Do not fret! It’s the common powdered pepper. Paprika is of the capsicum family of peppers. It includes a vast variety of peppers such as red hot peppers, bell peppers, green pepper, etc.
One of the benefits of this common spice is that it’s recognized as an antioxidant agent which is very good for the body system. Although it comes with a spiking punch, just a teaspoon contains 37% of the daily recommended intake of Vitamin A and Iron.
Other health benefits include improved immunity, improves cholesterol levels, reduces blood sugars, reduces cancer risks, improves eye health, and also serves as a stimulant against depression.
More Ways to Use Paprika
Roses are red; paprika(s) are redder. All I’m saying is that it’s not that bad. I understand a lot of people don’t really like this particular spice but really, it’s a healthy one. It doesn’t have to be consumed in high spiking levels. Just a tint at least, once a while, is highly recommended and would be much appreciated by your body.
It’s most enjoyed in soups, stews, and garnishing of foods. It is also used in making marinates and spicy sauces.
5. Curry Powder
This is the most common spice that’s both healthy and handy in several ways. It’s made from a dashing mix of selected herbs and spices including the well-known Turmeric.
One of the benefits of this common spice is that it contains a very powerful anti-inflammatory compound and it’s at least 50 times much more effective than Vitamin C and E.
It also has the potency to restrain specific breast cancer cells, fight against stomach cancers, and Alzheimer’s disease (a mental disorder), strengthen the bones, and aids digestion.
More Ways to Use Curry Powder
Curry is a very good mix for marinating meats, fish, especially before roasting. It also aids a great flavour in stews, vegetables, spinach, sauce, porridges, and coconut milk too.
Ginger is a rhizome herb from the Zingiberaceae family. It is very common and known for its express medical assistance. One of the benefits of this common spice is its richness in anti-inflammatory and antioxidants properties. Also, it serves as a great aid in the treatments of various ailments.
These include bloating, nausea, chronic indigestions, weight reduction, morning sickness, coughing, cold congestion, post-surgery nausea, and eases workout-induced soreness.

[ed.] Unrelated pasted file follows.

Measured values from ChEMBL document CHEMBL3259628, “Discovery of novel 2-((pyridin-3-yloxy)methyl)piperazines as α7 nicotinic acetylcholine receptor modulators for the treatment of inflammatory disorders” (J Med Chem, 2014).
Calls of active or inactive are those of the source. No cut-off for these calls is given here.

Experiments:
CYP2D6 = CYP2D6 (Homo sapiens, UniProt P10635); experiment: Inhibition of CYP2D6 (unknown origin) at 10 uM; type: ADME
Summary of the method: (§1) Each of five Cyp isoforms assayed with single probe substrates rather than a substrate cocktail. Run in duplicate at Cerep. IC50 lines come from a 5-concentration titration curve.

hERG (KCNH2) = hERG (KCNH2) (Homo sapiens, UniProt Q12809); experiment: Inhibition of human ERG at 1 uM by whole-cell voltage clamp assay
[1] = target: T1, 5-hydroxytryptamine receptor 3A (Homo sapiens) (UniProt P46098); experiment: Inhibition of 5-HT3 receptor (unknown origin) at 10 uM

Ginger is highly rich in Gingerol – a chemical that is known to treat inflammation and restrict nerve pathways that processes pain. Traditionally, ginger is used as a remedy for general pain relievers which includes menstrual aches.
More Ways to Use Ginger
There’s a vastness attributed to the use of ginger, diced, dried, or extracts, surprisingly even in cosmetics. This particular herb could be used in whatever quantity and almost in every dish. This includes a wide variety of teas, sauces, beverages, baked goods, and dishes.
For stomach upsets, pains, weight reduction, a good mix in warm water would work fine. For cough and cold congestion, a tint of lemon and honey could help a long way.
Cinnamon is another very common spice with amazing health benefits. This spice is a dried aromatic bark that comes in stick rolls or powder. Similarly to Nutmeg, they are fragrance sticks used for the flavouring of dishes and baked goods.
One of the benefits of this common spice includes a range of digestive challenges to diabetic issues. They’re used in the management of blood sugars, cholesterol levels. They also reduce tummy fat (when added to food daily) and improve glucose cell metabolism.
It also has antioxidant, antifungal, and antibacterial properties that afford it a handy treatment for the skin.
More Ways to Use Cinnamon
For skin treatment, Cinnamon could be used for face masking when mixed in honey or yoghurt. This healthy spice goes well with most dishes.
A little sprinkling of cinnamon over plain yoghurt, oatmeal, beverages, and coffee (while brewing) gives it a unique tint of awesomeness.
There are a vast variety of great herbs and spices that are in use both for medical purposes as well as amazing additions to dishes. These are only a few common spices with extreme health properties and unique flavourings for you.
I hope you have fun trying them out. Tell me in the comments section when you do.